Hancock’s business flourished and it is hard to find an article today which is made of vulcanized rubber which does not feature in his ‘Narrative’. He also described hard rubber (vulcanite or ebonite) and soon after, blown sponge, although the latter never achieved significance during Hancock’s lifetime. One more patent is worthy of note. In March 1846 Alexander Parkes patented the vulcanizing of single texture fabrics in a ‘cold’ process using sulphur chloride in carbon disulphide solution. The patent was bought by Hancock (Chas. Macintosh & Co.) almost immediately for £5000 and added the final string to the company’s vulcanising empire.

The firm had large display stands at the Great Exhibition of 1851 in London and at the International Exhibition of 1855 in Paris. In 1857 Hancock published the story of his life’s work as ‘The Origin and Progress of the Caoutchouc or India-Rubber Industry in England’. He continued to work until his death in 1865.

To read the history of Chas. Macintosh & Co., check here.

To read the full text of Hancock's "Personal Narrative" click here (This will take you away from bouncing-balls website)

(to read Thomas Hancock's obituary in 'The Mechanics' Magazine of April 7th 1865, please click here)


In Hancock’s ‘Personal Narrative’ there is little to indicate the major legal battles which he fought to preserve his position in the UK. Indeed, there is no direct mention of Charles Goodyear or Stephen Moulton and the argument which ensued for many years over who actually discovered vulcanization.

Chas Macintosh & Co. vs Everington & Ellis

The earliest of the major UK cases took place in 1836 with Chas Macintosh & Co. as plaintiffs and Wynne Ellis as defendant. The plaintiff’s case was that Everington and Ellis had infringed Charles Macintosh’s patent of 1823 for the manufacture of ‘double textured’ cloth.

In 1824 Macintosh had approached Wynne Ellis, perhaps the riches silk merchant in the UK, for financial backing for his new material. Some of Wynne Ellis’ silks were treated at Macintosh’s factory at Glasgow but he was not sufficiently impressed to help finance Macintosh’s expansion plans. However, in 1835, Everington and Ellis began to market ‘Fanshawe’s Improved India Rubber Cloth’ which appeared in all respects identical to that manufactured by Hancock and Macintosh. The latter were just starting to make money and were not prepared to share it with interlopers! The situation was further complicated in that whilst they were preparing the court case, they applied for an extension of the 1823 patent. The application was heard in December 1835 and it was ruled that a decision on that should be held over until 1837 – after the pending court case.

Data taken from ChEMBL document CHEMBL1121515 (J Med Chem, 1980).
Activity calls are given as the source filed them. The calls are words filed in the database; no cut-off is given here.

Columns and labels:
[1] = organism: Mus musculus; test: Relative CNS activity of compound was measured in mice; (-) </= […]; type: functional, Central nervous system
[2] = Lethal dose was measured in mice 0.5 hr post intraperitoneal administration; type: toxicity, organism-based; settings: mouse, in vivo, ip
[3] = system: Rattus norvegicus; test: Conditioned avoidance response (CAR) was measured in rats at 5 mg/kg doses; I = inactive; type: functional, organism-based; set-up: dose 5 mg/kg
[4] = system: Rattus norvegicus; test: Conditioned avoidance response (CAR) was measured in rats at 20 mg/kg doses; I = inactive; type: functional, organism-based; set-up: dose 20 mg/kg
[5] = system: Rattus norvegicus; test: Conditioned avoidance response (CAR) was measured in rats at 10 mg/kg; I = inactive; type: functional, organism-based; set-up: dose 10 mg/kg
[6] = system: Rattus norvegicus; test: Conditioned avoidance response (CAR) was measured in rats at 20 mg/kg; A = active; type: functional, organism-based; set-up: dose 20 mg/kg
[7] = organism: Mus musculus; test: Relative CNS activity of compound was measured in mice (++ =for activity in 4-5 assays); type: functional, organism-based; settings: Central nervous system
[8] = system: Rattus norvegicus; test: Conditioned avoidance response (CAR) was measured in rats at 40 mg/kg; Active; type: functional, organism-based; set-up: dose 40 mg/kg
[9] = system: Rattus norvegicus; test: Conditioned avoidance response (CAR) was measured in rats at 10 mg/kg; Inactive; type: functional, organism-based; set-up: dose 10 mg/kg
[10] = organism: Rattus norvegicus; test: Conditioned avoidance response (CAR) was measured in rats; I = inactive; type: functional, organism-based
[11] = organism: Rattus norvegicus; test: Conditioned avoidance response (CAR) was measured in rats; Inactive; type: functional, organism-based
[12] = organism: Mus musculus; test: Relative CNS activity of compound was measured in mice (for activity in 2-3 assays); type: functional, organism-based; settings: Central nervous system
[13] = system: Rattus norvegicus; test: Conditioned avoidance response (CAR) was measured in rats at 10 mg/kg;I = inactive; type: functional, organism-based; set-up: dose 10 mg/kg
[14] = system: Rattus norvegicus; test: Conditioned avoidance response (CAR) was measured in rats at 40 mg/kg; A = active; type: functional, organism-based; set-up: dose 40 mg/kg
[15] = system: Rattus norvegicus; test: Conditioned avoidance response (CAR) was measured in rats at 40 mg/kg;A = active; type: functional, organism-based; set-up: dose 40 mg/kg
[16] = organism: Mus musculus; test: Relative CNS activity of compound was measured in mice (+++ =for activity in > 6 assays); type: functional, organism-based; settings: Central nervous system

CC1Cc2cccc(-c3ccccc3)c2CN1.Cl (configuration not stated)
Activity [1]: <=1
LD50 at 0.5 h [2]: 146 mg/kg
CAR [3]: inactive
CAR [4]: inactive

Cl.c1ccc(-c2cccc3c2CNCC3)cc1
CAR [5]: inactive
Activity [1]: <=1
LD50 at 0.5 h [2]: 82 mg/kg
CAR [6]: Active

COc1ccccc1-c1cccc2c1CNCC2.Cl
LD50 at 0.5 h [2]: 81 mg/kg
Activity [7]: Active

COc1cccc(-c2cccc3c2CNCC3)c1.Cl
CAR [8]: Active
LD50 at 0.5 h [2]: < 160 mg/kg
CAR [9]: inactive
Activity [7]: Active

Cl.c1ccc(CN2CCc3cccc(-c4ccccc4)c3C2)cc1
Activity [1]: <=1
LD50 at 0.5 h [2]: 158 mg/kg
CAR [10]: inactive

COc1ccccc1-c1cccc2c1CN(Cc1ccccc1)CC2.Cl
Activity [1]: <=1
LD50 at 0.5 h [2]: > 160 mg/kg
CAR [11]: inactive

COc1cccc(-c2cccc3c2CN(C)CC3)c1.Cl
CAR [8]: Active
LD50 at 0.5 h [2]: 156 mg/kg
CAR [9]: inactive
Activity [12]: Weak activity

The case for Wynne Ellis was threefold in that evidence was produced that ‘double textured’ garments had been produced in Demerara since the end of the 18th century using latex as the adhesive, that Charles Green had used rubber solution and the double texture procedure to manufacture balloons and that it was obvious by inspection of the current output from the Macintosh factory that it bore little resemblance to that produced in 1823 and therefore the process must be different and the patent could not apply.

The first point was quickly dealt with (surprisingly) when it was agreed that what happened using latex was not the same as when using a rubber solution. It was surprising because the plaintiffs had emphasised that the solution was not important but that the patent referred uniquely to the ‘double texture’ in combination with a solution. The second witness was quickly disposed of when it was shown that his ‘double texture’ was an overlapping of seams and the solution was just a mastic. This left the final point, which put Hancock and Macintosh in a difficult position since the whole manufacturing operation had been the subject of on-going development and it had been carried out in secrecy without the benefit of patent protection. Their first witness was an operative who had left the business in 1825 when Macintosh moved from Glasgow to Manchester and he knew only the original procedure so could give away no secrets but they then had to produce the man who was currently in charge of the manufacturing operations and who knew the development of the spreading machinery. By Hancock’s design however, he knew nothing of the composition of the solution and particularly of the masticator.

They got away with it and were victorious but opposition to an extension of the patent was so great that they decided to withdraw it and, at last, opted for the only protection left – to patent both the masticator and the spreading machinery.

Reading the patent today and knowing of the use of the masticator, Macintosh’s preference for purified coal tar and naptha but Hancock’s preference for thick viscous solutions prepared with naptha and turpentine mixed solvent etc. one must doubt whether the same verdict would have been reached today! Macintosh was lucky to allow for the spreader by saying in the patent

“…with a brush or other suitable instrument lay upon the surface of each (fabric) a uniform layer…”

but when it comes to the adhesive:

“…cemented together by means of a flexible cement…prepare the caoutchouc by cutting into thin shreds or parings and then steep it in the substance used in making coal gas, commonly called coal oil…10-12 oz to 1 gallon of oil …to give a thin pulpy mass… pass through a fine wire or silk sieve… resembles thin transparent honey…”